A judge in Peru has charged former President Francisco Morales and three others in the 1978 kidnapping and forced exile of 13 Peruvian citizens.
In 1978 Peruvian security forces detained 13 activists, including three journalists, and flew them on a military plane to Argentina. They were received by Argentina President Jorge Rafael Videla, who under international pressure forced them into exile in Mexico and Europe.
Videla was a key leader of Operation Condor, in which right-wing dictators of South America collaborated to suppress communist influence in their countries.
Morales was charged with crimes against humanity along with two of his Cabinet ministers and the pilot who flew the detainees to Argentina.
Morales and 31 other military leaders from South America are currently in trials in Rome for the deaths of 20 Italian citizens. The 93-year-old Morales has declined to appear and is represented by a public defender.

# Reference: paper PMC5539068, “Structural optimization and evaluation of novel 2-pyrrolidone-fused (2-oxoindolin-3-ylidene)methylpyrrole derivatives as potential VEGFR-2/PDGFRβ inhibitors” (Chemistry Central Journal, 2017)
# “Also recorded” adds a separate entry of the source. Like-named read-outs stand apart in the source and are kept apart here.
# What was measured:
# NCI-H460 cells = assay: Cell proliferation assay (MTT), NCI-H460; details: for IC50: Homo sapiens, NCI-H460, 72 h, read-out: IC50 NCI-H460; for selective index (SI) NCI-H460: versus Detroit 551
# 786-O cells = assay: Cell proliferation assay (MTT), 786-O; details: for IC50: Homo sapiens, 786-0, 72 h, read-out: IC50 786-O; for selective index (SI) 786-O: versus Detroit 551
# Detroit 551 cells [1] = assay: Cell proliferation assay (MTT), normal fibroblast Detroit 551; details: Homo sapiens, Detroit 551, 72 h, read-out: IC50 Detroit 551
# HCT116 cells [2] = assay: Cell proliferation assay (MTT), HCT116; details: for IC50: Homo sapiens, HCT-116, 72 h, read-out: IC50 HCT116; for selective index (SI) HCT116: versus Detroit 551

As an army general stationed in Tacna, Francisco Morales took power in 1975 in a coup against President Juan Velasco, the leftist military general who had seized power from the democratically-elected President Fernando Belaunde seven years prior.
Military leaders backed Morales’s coup as Velasco showed inclinations of refusing to relinquish power at a time when the economy was starting to deteriorate after his regime’s mass nationalizations of private firms in construction, agriculture, mining, fishing, travel and more. Violent strikes and protests rocked Lima in the mid-1970s as consumer prices rose and industry efficiency plummeted.
By 1978 Morales’s term, known as “Phase 2” of the military’s rule from 1968 to 1980, had shifted focus away from socialist revolution as leading generals decided to return control of government to civilians in a dignified way. Hence Morales’s cooperation with South America’s right-wing dictators in Operation Condor marked a clear departure from the military government’s prior economic goals.
Elections were held in 1980 and Peru re-elected Popular Action candidate Fernando Belaunde, whose first move was to return the newspapers and media to the private owners from whom they had been expropriated.
Former Peru Dictator Charged With Kidnapping (New York Times)